In May, the Rabee Securities Iraq Stock Exchange Index (RSISX Index) decreased by 1.9%, because the Bank of Baghdad, National Bank of Iraq, and Baghdad Soft Drinks, which have the highest weights in the index, recorded a decline in May which might be due to profit-taking following the considerable increase in their share prices in April. In May, the increase in the share prices of Commercial Bank of Iraq, Al-Mansour Bank, and Asiacell partially limited the decline in the RSISX index.

RSISX Total Return (RSISXTR) Index decreased just 0.3% in May with the contribution of the Bank of Baghdad’s IQD0.19 cash dividend per share; corresponding to a 4.6% dividend yield. In May, in addition to the Bank of Baghdad, two more companies decided to distribute dividends as follows; Iraqi Agricultural Products (dividend yield: 0.4%), and Al-Mashreq Al-Arabi Islamic Bank (the dividend yield cannot be calculated because the bank has not traded since its listing on the Iraq Stock Exchange (ISX)).

The total trading volume of the ISX decreased 31% in May compared to April, amounting to USD31.5 million. The banking sector obtained the highest share in trading volume with 79.1%, followed by the telecom sector (7.1% share), hotels & tourism sector (6.7% share), industry sector (4.3% share), agriculture sector (1.7% share), and services sector (1.1% share).

28 companies’ share prices increased in May, 14 of which increased by more than 5.0%, while 8 increased by more than 10.0%. Gulf Commercial Bank increased the most going up by 141.2% during May, followed by Baghdad for Packing Materials with a 33.3% increase.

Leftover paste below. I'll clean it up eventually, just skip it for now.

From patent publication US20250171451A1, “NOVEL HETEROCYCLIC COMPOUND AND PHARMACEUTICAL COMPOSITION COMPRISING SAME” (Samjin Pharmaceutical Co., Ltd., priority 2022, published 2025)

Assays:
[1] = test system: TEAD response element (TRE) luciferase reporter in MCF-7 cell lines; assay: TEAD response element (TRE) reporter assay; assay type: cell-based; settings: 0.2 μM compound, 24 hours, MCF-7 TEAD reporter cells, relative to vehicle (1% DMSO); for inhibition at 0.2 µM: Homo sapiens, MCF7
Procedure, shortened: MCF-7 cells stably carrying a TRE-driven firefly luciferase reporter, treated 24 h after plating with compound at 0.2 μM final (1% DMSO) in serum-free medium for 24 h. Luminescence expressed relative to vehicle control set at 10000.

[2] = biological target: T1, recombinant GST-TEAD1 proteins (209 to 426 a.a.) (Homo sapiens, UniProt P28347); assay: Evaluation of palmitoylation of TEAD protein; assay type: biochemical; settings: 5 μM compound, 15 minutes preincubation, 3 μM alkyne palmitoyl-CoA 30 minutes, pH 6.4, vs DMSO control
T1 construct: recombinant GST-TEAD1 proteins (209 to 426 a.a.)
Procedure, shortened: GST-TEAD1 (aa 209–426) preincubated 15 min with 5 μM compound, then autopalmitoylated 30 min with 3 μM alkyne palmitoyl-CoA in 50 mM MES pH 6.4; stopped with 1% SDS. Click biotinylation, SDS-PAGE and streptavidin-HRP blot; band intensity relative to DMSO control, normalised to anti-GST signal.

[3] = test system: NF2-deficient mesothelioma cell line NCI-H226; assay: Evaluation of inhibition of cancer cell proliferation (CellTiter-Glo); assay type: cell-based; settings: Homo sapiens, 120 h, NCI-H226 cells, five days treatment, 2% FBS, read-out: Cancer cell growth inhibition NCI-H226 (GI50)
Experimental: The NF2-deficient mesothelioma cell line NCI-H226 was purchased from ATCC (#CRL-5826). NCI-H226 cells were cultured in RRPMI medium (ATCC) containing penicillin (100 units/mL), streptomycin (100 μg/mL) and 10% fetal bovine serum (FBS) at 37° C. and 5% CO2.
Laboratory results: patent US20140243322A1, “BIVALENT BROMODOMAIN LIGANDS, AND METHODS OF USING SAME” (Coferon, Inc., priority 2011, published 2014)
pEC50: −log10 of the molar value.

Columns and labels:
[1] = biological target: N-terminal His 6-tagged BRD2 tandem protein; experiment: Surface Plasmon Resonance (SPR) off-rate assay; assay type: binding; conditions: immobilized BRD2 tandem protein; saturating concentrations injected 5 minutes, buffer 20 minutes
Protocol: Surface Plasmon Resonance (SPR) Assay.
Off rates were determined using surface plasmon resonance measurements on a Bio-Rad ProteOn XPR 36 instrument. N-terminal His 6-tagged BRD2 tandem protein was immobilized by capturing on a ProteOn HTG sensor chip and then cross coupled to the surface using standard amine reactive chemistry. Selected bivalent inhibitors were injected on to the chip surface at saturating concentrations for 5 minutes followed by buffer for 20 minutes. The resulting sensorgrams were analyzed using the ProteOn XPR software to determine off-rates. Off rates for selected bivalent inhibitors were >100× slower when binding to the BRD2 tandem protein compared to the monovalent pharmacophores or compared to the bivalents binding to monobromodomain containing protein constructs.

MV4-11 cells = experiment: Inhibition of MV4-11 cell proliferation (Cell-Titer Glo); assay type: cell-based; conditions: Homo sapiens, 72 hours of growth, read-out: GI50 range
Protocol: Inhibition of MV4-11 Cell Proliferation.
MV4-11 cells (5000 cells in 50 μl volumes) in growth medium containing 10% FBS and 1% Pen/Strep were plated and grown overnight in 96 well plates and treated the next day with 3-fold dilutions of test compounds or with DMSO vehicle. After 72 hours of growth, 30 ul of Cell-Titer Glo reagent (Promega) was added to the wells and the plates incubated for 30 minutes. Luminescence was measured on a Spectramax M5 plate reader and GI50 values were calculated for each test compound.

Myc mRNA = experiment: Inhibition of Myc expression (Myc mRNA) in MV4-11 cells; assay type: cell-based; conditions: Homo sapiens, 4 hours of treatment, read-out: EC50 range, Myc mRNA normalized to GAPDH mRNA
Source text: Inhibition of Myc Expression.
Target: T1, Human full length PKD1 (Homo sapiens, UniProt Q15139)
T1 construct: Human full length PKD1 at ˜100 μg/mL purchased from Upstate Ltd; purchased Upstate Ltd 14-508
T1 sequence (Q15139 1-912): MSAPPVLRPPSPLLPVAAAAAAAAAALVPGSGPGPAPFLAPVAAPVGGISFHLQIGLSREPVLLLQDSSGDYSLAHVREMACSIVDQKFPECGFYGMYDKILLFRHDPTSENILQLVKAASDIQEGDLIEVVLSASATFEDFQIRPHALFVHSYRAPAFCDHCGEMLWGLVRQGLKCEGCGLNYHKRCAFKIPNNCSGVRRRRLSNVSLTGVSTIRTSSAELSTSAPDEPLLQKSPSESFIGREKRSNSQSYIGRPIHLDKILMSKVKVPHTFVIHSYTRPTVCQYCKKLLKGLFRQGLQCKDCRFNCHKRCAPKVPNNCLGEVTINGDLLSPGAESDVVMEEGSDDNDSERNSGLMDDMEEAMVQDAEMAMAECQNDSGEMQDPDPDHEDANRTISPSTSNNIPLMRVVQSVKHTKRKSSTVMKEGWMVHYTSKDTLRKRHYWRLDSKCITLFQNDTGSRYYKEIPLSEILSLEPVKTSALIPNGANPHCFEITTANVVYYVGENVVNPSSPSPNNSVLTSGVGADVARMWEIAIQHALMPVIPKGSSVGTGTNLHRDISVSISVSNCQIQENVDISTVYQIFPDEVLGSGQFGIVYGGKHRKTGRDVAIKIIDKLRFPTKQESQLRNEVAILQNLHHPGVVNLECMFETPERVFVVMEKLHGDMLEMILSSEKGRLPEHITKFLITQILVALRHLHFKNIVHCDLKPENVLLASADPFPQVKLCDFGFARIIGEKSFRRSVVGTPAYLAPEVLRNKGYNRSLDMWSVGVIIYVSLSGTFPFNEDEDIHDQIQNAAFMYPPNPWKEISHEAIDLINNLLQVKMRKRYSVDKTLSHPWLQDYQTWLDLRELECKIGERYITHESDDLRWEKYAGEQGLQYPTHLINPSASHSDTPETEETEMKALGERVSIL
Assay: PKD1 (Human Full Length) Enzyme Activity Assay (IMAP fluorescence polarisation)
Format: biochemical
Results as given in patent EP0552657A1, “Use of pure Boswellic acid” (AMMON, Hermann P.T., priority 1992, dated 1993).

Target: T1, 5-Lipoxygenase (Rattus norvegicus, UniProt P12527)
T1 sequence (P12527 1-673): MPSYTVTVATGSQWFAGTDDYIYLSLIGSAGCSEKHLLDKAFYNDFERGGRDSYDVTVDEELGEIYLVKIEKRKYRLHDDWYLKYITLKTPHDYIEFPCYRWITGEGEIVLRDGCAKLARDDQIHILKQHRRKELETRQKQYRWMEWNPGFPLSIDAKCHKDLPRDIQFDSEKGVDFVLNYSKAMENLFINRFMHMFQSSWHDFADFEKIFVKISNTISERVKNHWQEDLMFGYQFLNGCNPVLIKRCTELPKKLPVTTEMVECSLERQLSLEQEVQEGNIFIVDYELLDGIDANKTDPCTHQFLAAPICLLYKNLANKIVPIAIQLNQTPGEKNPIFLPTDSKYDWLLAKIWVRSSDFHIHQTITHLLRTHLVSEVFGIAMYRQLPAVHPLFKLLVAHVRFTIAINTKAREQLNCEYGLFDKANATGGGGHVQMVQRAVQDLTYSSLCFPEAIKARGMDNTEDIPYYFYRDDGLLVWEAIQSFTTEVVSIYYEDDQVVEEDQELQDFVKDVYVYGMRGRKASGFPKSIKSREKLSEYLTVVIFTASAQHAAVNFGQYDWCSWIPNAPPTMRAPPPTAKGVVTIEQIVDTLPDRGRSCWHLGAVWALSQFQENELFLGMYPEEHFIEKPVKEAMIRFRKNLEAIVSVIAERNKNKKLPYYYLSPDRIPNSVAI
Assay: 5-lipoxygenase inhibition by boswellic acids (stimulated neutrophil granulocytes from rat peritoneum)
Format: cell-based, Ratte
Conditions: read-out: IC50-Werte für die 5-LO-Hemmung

If we look at other developments in May, the International Monetary Fund (IMF) concluded the Article IV consultation with Iraq on May 13. The IMF noted that since the new government took office in October 2022, domestic stability in Iraq has improved. This stability enabled the approval of a significant three-year budget, starting in 2023, which involves considerable fiscal expansion. The ongoing fiscal expansion is expected to boost growth in 2024, at the expense of a further deterioration of fiscal and external accounts and Iraq’s vulnerability to oil price fluctuations. Separately, on May 31, the Security Council extended the mandate of the United Nations Assistance Mission for Iraq (UNAMI) for a final 19 month-period until December 31, 2025, while PM Mohammed S. Al-Sudani said this decision does not mean a break with the United Nations and specialized international agencies.